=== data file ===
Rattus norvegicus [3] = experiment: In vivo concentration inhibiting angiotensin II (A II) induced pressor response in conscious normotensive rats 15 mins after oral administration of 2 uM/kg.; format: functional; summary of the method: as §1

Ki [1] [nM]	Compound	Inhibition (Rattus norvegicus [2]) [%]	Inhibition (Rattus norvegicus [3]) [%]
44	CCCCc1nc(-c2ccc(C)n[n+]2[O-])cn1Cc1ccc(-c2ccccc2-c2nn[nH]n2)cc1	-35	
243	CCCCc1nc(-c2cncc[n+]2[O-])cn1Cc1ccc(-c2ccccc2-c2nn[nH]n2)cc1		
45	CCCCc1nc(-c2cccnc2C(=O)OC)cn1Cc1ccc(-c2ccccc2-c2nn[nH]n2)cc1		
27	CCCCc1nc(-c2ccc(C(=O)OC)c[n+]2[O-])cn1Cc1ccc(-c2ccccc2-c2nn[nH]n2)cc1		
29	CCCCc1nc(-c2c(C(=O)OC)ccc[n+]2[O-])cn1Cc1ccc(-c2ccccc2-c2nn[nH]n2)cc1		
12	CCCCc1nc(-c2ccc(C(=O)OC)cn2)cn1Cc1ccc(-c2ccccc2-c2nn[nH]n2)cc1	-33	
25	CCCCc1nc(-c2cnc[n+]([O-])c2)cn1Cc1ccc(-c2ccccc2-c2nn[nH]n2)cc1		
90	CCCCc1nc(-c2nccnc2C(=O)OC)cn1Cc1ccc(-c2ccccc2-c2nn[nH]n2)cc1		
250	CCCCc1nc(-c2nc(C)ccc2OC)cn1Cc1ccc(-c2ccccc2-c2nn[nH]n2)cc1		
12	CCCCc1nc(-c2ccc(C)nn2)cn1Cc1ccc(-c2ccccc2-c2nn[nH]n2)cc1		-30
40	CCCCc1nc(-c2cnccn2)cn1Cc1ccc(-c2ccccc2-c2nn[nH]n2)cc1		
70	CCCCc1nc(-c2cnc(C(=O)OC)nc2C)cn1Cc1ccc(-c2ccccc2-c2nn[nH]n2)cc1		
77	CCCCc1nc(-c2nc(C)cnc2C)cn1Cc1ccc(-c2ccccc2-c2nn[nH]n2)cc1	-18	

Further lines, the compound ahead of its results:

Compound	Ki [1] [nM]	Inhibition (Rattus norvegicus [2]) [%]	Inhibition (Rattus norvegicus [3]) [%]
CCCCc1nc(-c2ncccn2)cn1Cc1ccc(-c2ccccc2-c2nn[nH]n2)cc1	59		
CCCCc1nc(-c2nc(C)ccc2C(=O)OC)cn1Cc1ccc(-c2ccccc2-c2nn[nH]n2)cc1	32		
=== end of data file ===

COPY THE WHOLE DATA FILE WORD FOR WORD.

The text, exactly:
Rattus norvegicus [3] = experiment: In vivo concentration inhibiting angiotensin II (A II) induced pressor response in conscious normotensive rats 15 mins after oral administration of 2 uM/kg.; format: functional; summary of the method: as §1

Ki [1] [nM]	Compound	Inhibition (Rattus norvegicus [2]) [%]	Inhibition (Rattus norvegicus [3]) [%]
44	CCCCc1nc(-c2ccc(C)n[n+]2[O-])cn1Cc1ccc(-c2ccccc2-c2nn[nH]n2)cc1	-35	
243	CCCCc1nc(-c2cncc[n+]2[O-])cn1Cc1ccc(-c2ccccc2-c2nn[nH]n2)cc1		
45	CCCCc1nc(-c2cccnc2C(=O)OC)cn1Cc1ccc(-c2ccccc2-c2nn[nH]n2)cc1		
27	CCCCc1nc(-c2ccc(C(=O)OC)c[n+]2[O-])cn1Cc1ccc(-c2ccccc2-c2nn[nH]n2)cc1		
29	CCCCc1nc(-c2c(C(=O)OC)ccc[n+]2[O-])cn1Cc1ccc(-c2ccccc2-c2nn[nH]n2)cc1		
12	CCCCc1nc(-c2ccc(C(=O)OC)cn2)cn1Cc1ccc(-c2ccccc2-c2nn[nH]n2)cc1	-33	
25	CCCCc1nc(-c2cnc[n+]([O-])c2)cn1Cc1ccc(-c2ccccc2-c2nn[nH]n2)cc1		
90	CCCCc1nc(-c2nccnc2C(=O)OC)cn1Cc1ccc(-c2ccccc2-c2nn[nH]n2)cc1		
250	CCCCc1nc(-c2nc(C)ccc2OC)cn1Cc1ccc(-c2ccccc2-c2nn[nH]n2)cc1		
12	CCCCc1nc(-c2ccc(C)nn2)cn1Cc1ccc(-c2ccccc2-c2nn[nH]n2)cc1		-30
40	CCCCc1nc(-c2cnccn2)cn1Cc1ccc(-c2ccccc2-c2nn[nH]n2)cc1		
70	CCCCc1nc(-c2cnc(C(=O)OC)nc2C)cn1Cc1ccc(-c2ccccc2-c2nn[nH]n2)cc1		
77	CCCCc1nc(-c2nc(C)cnc2C)cn1Cc1ccc(-c2ccccc2-c2nn[nH]n2)cc1	-18	

Further lines, the compound ahead of its results:

Compound	Ki [1] [nM]	Inhibition (Rattus norvegicus [2]) [%]	Inhibition (Rattus norvegicus [3]) [%]
CCCCc1nc(-c2ncccn2)cn1Cc1ccc(-c2ccccc2-c2nn[nH]n2)cc1	59		
CCCCc1nc(-c2nc(C)ccc2C(=O)OC)cn1Cc1ccc(-c2ccccc2-c2nn[nH]n2)cc1	32		